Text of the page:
Several news sources report the suicide of Sir Nicholas Wall, the former President of the Family Division, Britain’s most senior family law judge. The Daily Mail has some particularly interesting quotes.
MDMD are not aware of the full circumstances of Sir Nicholas Wall’s death, but the case highlights the following issues:
- Faced with an illness that permanently reduces one’s quality of life below the level one can accept, a decision to end one’s life is a rational and understandable choice for some people.
- If the law were changed to provide legal medically assisted suicide, then people like Sir Nicholas would be likely to seek professional support, in the knowledge that a legal medically assisted suicide would be available when necessary. Evidence from countries where this is available demonstrates that in some cases this can help people delay the point at which they chose to end their lives.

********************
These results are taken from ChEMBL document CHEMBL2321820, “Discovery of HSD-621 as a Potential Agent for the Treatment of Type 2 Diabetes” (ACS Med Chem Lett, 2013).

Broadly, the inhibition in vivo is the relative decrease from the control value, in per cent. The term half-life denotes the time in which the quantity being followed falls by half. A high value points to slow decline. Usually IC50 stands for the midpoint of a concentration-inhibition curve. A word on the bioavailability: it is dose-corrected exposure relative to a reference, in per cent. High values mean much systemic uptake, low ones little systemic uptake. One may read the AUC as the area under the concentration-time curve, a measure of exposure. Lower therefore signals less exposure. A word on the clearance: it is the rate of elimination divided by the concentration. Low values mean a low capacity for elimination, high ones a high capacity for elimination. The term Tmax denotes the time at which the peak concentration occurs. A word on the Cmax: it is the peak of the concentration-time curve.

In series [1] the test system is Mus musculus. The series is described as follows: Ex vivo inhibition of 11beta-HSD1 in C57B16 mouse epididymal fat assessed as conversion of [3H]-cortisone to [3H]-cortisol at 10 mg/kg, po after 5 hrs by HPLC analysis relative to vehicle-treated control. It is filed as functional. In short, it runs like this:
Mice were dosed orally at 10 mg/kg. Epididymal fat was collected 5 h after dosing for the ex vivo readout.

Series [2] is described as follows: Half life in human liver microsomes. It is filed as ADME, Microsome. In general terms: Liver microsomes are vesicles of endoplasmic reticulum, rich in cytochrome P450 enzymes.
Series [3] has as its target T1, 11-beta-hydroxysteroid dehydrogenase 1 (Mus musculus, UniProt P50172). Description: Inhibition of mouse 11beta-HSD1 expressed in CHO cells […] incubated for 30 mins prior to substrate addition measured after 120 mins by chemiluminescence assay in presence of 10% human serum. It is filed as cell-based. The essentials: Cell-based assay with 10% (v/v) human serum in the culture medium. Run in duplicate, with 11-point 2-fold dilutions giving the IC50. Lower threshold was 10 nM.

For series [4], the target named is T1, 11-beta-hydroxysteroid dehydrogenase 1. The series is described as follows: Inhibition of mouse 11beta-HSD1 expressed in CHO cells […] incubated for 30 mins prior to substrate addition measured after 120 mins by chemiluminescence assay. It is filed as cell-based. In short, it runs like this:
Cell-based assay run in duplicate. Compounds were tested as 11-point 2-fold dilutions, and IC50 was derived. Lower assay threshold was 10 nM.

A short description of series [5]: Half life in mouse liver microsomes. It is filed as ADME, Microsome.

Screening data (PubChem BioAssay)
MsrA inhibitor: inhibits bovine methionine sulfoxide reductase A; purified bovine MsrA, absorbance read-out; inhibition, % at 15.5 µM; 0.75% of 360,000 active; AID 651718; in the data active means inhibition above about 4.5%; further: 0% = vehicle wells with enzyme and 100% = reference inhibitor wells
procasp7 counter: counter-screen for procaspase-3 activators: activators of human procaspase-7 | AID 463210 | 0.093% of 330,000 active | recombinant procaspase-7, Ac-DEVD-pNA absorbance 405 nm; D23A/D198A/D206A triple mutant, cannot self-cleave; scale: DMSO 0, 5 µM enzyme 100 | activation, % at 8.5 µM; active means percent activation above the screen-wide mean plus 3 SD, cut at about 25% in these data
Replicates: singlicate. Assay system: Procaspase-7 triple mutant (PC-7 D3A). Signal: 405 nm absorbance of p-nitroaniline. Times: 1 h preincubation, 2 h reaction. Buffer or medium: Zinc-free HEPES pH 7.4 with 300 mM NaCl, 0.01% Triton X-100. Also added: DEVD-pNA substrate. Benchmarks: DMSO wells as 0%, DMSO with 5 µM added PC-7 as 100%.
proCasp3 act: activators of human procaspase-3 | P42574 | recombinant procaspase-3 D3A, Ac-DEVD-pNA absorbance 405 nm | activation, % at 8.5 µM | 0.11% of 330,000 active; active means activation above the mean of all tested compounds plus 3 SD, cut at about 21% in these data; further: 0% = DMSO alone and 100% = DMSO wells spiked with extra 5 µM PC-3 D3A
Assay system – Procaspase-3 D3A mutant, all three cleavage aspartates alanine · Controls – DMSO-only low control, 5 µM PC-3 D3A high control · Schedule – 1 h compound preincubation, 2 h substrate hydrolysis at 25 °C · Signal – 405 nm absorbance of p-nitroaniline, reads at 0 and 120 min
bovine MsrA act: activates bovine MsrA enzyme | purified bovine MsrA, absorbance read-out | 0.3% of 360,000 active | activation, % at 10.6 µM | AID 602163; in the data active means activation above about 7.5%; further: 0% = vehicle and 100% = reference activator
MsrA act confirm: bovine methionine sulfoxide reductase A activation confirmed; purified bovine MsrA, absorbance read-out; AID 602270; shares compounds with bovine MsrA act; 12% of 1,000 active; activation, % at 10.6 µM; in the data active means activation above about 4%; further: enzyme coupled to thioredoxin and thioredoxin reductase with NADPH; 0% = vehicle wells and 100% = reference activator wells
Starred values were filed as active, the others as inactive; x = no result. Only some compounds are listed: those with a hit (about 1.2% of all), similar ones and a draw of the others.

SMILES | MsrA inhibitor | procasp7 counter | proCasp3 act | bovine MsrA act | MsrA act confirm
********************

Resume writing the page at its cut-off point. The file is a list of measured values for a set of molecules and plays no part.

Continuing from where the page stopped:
- Dementia, and other conditions which can be intolerable for well over 6 months, highlight the problematic limitations of legalising assisted suicide only for those with a life expectancy of 6 months or less.
- This is particularly poignant for dementia, as by the time a sufferer has a life expectancy of 6 months or less, they are unlikely to have sufficient mental capacity to safely permit a medically assisted suicide.
- Dementia is an increasing concern for many people. It is now the most common cause of death in England and Wales.
- Without a change in the law permitting medically assisted suicide, some people feel forced to take action to end their life themselves. Without controlled legal access to appropriate lethal drugs, alternative methods of suicide are uncertain and prone to failure, possibly leaving the person in a worse state. Some methods are very unpleasant and traumatic for both the person involved and their families.
We need a more compassionate law that allows people like Sir Nicholas Wall to have a good death at a time of their choosing, with appropriate counselling, assistance and company.